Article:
North Carolina: Is part of the intelligence problem in Iraq the fact that "the insurgency" is thought of as a coherent entity rather than several different groups that sometimes work together, for different reasons and with different aims?
Dana Priest: I would agree with that. What's more confounding then a potpourri of groups, and ad hoc actions by individuals, that, taken together, add up to an "insurgency." For one thing, you can't beat that kind of thing militarily because it has no military center of gravity. In the end, you have to beat it politically.
Knoxville, Tenn.: With reports coming out showing that Mr. Bolton was trying to alter the results of intel so he could falsely claim that both Syria and Cuba were developing WMD's how could the rest of the U.N. ever be expected to trust anything the U.S. would claim ?
Dana Priest: I assume the answer is that the U.N. would know he represents the official thinking of the U.S., not just himself.
Chicago, Ill.: Do think we will see the CIA lose influence within the Intelligence Community as more entities like the Defense Department's Strategic Support Branch come into being?
Dana Priest: Yes. But not only for that reason. The CIA's mission has shrunk a bit, but also its reputation has been damaged by the WMD-in-Iraq problem and by the fact that Porter Goss is not nearly as dynamic as his "competitors" in the bureaucracy such as Rumsfeld.
Richmond, Va.: While we're talking about the DNI, you've said before that when created that the position would be defined by the person who assumed it. What do you think of Negroponte? Any sense of the job description he's carving out for the post - mostly political, mostly bureaucratic, mostly PR? Any idea why he would necessarily be held any more responsible for intelligence failures than the Tenet was as DCI? (i.e., who has the long knives out for him and why?)
Dana Priest: Since last I address it, I have only his first public hearing to add into the quotation (he just took over this week). But he was fairly unimpressive at the hearing--not very dynamic and inspiring and seemed not very well prepared. In fact, he could not answer some pretty basis questions put to him by the Senators. That was a big surprise. He will be held more responsible, only because of the way the legislation was crafted. He is, undisputedly, in charge. Still, holding anyone accountable is ultimately a political decision,isn't it? The PR, Political or Substantive Guy, that's a really good question and only time will tell.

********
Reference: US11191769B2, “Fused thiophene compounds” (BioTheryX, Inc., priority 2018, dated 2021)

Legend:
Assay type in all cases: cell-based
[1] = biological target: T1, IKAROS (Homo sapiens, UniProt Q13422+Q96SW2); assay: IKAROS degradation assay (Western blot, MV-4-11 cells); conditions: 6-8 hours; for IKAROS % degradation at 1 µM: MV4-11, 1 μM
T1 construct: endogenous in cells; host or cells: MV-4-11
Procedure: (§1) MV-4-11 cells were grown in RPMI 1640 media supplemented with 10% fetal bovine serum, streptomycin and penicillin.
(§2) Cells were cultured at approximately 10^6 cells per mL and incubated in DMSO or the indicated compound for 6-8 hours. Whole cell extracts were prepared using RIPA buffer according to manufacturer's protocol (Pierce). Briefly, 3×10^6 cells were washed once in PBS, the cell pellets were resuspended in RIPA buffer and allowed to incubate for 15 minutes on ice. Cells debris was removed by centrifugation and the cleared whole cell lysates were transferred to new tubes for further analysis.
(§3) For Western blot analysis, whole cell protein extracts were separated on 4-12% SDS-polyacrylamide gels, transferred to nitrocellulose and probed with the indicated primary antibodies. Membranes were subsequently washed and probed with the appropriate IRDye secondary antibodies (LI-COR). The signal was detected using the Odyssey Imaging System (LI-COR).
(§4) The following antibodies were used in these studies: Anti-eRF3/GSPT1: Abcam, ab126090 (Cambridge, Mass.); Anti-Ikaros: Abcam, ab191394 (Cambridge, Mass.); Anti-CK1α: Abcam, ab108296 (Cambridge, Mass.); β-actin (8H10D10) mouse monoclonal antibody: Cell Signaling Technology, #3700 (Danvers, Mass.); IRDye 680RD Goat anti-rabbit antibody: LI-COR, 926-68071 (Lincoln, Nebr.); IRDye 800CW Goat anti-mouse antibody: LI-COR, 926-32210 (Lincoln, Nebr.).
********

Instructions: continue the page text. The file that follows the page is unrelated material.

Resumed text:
Kansas: Dana, Following up on your recent comment, does there have to be a political process in place in Iraq that is reducing the insurgency before we can have an exit strategy; or, since the military cannot deal with this type of problem effectively, would it not be reasonable to get out now? Thanks.
Dana Priest: The thinking is that if the U.S. pulls out now, the insurgency will overall any political process because the Iraqi forces are just not competent enough or large enough to continue that fight while a government is being stood up. So the hope is to keep the U.S. forces in there, while training the Iraqis, continuing a very slow reconstruction and developing a political body that will be attractive to disenfranchised Iraqis, and particularly the Sunnis who are causing lots of the violence.
College Park again: Gosh, your "slightly changing" my original question completely ignored it. Granted, I had a typo, but let me try and rephrase it: In regards to the security and safety of the United States, do you personally think it was in our best interests to invade Iraq in March of 2003? Yes or no. Not trying to be a hard case, and I think you are an excellent reporter, but I would just like to hear your personal opinion.
Dana Priest: Boy you're tough. I can handle the new phrasing. I do not think that invading Iraq made the U.S. any safer against terrorism. The Al Qaeda and jihadist threat against the U.S. and U.S. interests did not come from Iraq. Saddam Hussein, a secular leader until recently, had no great ties with religious regimes or Al Qaeda. In fact, our number one enemy in that regard, Osama bin Laden, repudiated Hussein because he wasn't an Islamic fundamentalist. The war in Iraq diverted U.S.' military and intel resources--and political attention--away from Afghanistan and bin Laden and it has created a huge reservoir of hatred (which was predictable, frankly) against the United States, fueling recruitment of tomorrow's terrorists.
Dagget, Calif.: Has it ever been disclosed 'who and when' provided information to President Ronald Reagan that the Berlin Wall was to be torn down by the Russians? Dana Priest: My guess is CNN.
Dana Priest: I could stay with you all day. But, alas, I have to get back to work. See you next week. Enjoy the good weather. Dana